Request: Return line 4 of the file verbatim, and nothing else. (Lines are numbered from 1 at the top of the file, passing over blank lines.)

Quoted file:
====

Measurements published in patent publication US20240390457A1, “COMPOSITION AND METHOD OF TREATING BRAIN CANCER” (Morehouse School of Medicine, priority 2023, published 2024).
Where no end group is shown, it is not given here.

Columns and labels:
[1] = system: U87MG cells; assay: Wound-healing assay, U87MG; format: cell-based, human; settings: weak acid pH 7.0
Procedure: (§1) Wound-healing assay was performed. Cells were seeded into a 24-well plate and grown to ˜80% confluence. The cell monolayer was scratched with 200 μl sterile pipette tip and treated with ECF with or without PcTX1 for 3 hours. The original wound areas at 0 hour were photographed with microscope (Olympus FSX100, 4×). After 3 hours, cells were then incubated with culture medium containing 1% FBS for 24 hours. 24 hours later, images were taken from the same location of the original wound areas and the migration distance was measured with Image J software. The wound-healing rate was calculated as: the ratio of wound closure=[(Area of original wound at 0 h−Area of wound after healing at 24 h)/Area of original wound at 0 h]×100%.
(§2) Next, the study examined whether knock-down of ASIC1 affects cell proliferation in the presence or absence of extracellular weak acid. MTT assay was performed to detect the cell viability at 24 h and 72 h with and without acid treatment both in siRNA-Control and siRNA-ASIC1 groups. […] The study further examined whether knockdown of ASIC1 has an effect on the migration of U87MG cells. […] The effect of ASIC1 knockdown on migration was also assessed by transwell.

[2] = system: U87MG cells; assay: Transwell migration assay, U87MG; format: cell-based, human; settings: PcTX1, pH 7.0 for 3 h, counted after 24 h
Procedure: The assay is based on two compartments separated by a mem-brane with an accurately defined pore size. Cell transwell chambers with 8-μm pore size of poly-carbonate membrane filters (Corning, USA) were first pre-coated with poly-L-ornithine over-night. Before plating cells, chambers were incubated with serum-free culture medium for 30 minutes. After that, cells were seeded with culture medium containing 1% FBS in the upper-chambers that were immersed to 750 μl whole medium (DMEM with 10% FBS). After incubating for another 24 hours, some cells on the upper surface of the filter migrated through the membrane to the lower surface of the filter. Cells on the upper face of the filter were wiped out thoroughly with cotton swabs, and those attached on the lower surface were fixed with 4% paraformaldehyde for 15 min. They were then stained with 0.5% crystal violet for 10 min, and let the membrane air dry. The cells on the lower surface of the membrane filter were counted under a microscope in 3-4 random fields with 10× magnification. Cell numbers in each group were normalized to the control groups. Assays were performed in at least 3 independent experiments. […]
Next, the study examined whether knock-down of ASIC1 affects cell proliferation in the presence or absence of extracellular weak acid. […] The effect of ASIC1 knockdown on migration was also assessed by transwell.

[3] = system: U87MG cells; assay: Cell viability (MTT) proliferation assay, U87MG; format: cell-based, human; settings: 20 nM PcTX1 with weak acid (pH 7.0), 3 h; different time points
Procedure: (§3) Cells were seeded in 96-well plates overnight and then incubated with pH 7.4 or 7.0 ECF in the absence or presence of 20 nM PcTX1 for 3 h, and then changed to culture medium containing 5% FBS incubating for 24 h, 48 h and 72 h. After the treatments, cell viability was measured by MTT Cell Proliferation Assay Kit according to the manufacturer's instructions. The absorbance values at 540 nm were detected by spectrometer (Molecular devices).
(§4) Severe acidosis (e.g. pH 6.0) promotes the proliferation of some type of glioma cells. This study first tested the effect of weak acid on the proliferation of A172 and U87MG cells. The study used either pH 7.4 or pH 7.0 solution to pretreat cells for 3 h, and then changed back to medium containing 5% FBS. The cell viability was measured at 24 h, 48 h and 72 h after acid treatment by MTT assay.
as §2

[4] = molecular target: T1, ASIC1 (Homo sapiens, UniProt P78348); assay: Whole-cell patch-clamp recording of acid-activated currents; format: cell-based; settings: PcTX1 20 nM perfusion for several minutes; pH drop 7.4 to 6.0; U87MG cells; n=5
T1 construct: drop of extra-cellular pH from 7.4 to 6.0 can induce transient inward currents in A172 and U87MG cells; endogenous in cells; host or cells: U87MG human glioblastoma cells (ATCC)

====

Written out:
[1] = system: U87MG cells; assay: Wound-healing assay, U87MG; format: cell-based, human; settings: weak acid pH 7.0